The blurbs call this a Black version of Stephen King’s Carrie, and they’re mostly right. The author set out to write this as an homage, only shifting the tone of the main character’s terror, not the source. Instead of sheltered, abused, religiously traumatized Carrie White, this book focuses on Madison Washington. Maddy has all the same problems as Carrie, but she’s also been forced to pass as white for her entire life by her racist white father, who ritualistically straightens her hair every week with an old school stovetop straightening comb, complete with deliberate ear and neck burns.
One day Maddy’s hair gets wet during P.E. class and the resulting afro reveals her secret to her classmates and the rest of her tiny Georgia town. Cue trauma-induced psychic powers, a brief redemption in the form of the cute (Black) boy next door, and total embarrassment at the hands of (white) mean girl bullies leading to chaos, destruction and lots of very heavy blood.
It’s a good story and a very clever take on the novel that made Stephen King a household name. But it’s not all that scary.
This is partly because it’s set in 2014, not 1974. Something about the time period never really settled for me. Some parts of the book feel much older, others feel very recent, but I think the whole thing would have fit better in the 80s or earlier. (2014 is an oddly specific time to set this, and I never really figured out why that was the year of choice here. If it’s a nod to Ferguson and the fatal shooting of Michael Brown, it’s poorly placed.)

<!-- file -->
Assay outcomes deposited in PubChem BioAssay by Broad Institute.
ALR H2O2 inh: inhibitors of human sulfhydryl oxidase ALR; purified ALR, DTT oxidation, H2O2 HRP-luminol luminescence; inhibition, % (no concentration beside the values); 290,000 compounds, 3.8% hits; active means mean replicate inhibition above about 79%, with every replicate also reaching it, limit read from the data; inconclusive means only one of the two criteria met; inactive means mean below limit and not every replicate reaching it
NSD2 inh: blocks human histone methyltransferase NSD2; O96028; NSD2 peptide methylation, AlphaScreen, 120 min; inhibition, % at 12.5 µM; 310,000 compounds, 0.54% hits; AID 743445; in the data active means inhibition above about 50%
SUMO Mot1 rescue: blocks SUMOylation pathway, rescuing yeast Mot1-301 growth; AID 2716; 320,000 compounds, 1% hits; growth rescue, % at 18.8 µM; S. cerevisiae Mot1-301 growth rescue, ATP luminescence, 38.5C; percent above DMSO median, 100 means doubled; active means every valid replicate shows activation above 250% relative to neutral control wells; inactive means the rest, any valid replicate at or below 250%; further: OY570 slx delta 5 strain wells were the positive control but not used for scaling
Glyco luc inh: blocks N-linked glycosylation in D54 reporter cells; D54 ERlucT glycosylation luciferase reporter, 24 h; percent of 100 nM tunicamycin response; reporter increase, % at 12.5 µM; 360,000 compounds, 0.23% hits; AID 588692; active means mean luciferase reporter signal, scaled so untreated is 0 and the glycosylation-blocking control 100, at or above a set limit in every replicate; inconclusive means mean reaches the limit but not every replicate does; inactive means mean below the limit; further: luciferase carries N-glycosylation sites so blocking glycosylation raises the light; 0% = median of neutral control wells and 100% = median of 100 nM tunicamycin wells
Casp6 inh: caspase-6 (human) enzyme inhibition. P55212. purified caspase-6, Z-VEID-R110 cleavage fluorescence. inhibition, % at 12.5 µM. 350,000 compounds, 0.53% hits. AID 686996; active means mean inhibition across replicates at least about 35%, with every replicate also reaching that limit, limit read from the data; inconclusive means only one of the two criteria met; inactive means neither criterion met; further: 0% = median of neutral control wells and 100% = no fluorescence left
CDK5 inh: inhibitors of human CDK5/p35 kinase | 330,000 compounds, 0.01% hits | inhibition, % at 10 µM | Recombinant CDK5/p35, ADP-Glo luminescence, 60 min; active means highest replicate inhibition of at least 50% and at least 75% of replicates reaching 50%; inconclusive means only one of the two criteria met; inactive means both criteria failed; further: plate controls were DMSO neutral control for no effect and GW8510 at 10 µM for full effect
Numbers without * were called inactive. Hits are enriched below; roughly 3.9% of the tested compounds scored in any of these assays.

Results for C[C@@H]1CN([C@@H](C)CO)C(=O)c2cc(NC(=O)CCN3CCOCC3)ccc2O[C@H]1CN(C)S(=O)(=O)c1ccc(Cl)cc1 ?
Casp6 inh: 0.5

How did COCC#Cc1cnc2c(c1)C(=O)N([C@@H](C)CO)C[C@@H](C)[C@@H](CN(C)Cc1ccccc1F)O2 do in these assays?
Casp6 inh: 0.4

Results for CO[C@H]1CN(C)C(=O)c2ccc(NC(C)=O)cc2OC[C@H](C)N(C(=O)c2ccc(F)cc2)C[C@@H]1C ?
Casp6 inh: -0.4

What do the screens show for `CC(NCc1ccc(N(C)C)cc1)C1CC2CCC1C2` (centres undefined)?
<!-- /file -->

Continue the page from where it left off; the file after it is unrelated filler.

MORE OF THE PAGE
There’s also the fact that a lot of the horror of the book is caused by racism–Maddy’s racist father, racist cops, racist classmates, benevolent racists who think they’re crusading for justice. Jackson does a good job of putting a face to all of them and weirdly enough, it backfires. Even though racism is carried out by individuals, racism isn’t scary because it’s personal. It’s scary because it’s impersonal, systematic, and dehumanizing. Just like Carrie, you feel sorry for Maddy. But unlike Carrie, who got terrible revenge, Maddy lashes out violently and destructively but still can’t touch the system, which is frustrating and sad. Even in her vindication, Maddy is still a victim.
A flat iron and a bottle of good heat protectant to The Weight of Blood.
(Fellow readers! This was an interesting read but not my favorite of the year, so far. If you’re interested in reading it, click the links above or head over to the Equal Opportunity Bookshop for more booklists featuring diverse books for diverse readers. Don’t forget we have an affiliate relationship with Bookshop and any purchases you make here from links you find here result in a commission being paid. Peace, and go read something good! )